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What we fund

Field of Interest Grants are guided by the intentions of our donors, priorities identified by the community, and our goal of achieving meaningful outcomes. Vancouver Foundation is best positioned to fund social innovations that fall within the intersection of these three influences. 

 

Matching donors, community priorities, and meaningful outcomes

Our donors often specify which charitable causes they would like to support – we call these donor intentions. We also identify funding priorities by analysing the trends in the proposals submitted to us over time, from discussions with our Volunteer Advisors and with participants at community events, and through research such as Connections and Engagement – we call these community priorities.

Vancouver Foundation honours donor intentions and community priorities by matching them to meaningful outcomes through four fields of interest. These outcomes are inspired by measurements of healthy, vibrant and livable communities by the Canadian Index of Wellbeing and Vital Signs measurement tools.

 

Social innovation

We know that communities are complex and it can be challenging to make meaningful change. That's why we focus our Field of Interest Grants on social innovations that look at problems or issues in a new way.

A social innovation is an approach that may be more effective, fair, or sustainable than present solutions – often by addressing the root cause of an issue. Poverty, homelessness, isolation, climate change and loss of biodiversity are just some examples of complex issues that social innovation can tackle.

A formal definition of social innovation may help you start thinking about how your project can do things differently.

We define social innovation as a project, process or program that changes a social system by changing one or more of the following:

  • the basic routines (how we act and what we do)
  • the flow of resources (money, knowledge, people)
  • the authority flows (laws, policies, rules)
  • the beliefs (what we believe is true, right/wrong)

Adapted from Westley, Frances & Antadze, Nino (2010). Making a difference. Strategies for scaling social innovation for greater impact. The Innovation Journal: The Public Sector Innovation Journal, 15(2), article 2.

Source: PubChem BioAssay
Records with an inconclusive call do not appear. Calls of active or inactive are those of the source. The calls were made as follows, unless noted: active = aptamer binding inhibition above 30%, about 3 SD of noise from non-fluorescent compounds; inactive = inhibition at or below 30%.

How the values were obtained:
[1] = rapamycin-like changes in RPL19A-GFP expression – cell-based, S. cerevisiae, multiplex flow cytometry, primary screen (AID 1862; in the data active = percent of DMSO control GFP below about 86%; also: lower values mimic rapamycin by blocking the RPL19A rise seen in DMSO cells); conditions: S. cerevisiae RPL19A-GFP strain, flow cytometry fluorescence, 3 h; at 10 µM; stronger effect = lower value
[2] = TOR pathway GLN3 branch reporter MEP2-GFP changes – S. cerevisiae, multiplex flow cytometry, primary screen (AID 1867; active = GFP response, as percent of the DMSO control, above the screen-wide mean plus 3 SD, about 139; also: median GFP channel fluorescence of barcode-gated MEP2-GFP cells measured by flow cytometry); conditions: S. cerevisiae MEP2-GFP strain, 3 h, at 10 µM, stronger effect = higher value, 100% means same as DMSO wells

Case studies

We have developed a case study of social innovation for each field of interest. Reading these may help you understand what kinds of projects we fund through Field of Interest Grants. 

 

Download our General Funding Guidelines

Our general guidelines explain Vancouver Foundation's Field of Interest Grants in more detail, describe our focus on social innovation, identify the key elements of successful projects, introduce the four fields of interest, explain our three types of grants, and describe who is eligible. You will find answers to some common questions and understand the thinking behind our granting focus. This will help you make informed decisions about your application.

DOWNLOAD: FIELD OF INTEREST GRANTS GENERAL FUNDING GUIDELINES

 

Open Licensing Policy

Vancouver Foundation has adopted an Open Licensing Policy to help promote intentional sharing of socially innovative ideas, resources, and knowledge across the charitable sector. Vancouver Foundation requires Field of Interest grantees to openly license materials created through our grant funding (reports, videos, curriculum, and the like) under a Creative Commons Attribution license. For more information and exceptions, please refer to the full policy or contact open@vancouverfoundation.ca

 

What we don't fund

Vancouver Foundation does not fund the following through Field of Interest Grants:

  • Individuals (see grants for individuals)
  • Projects that take place outside BC
  • Travel to and/or attendance at conferences, competitions, symposia, or annual events (unless part of a broader project proposal)
  • Event sponsorship (unless part of a broader project proposal)
  • Bursaries, scholarships, and/or awards (unless part of a broader project proposal)
  • Operational expenses, capital and public infrastructure, fundraising, costs prior to application
  • Capital expenses (unless they are small expenses and are part of a broader project proposal)
  • On-going operations
  • Fundraising expenses
  • Capital campaigns and infrastructure projects
  • Debt retirement or reserves
  • Mortgage pay-downs
  • Endowment matching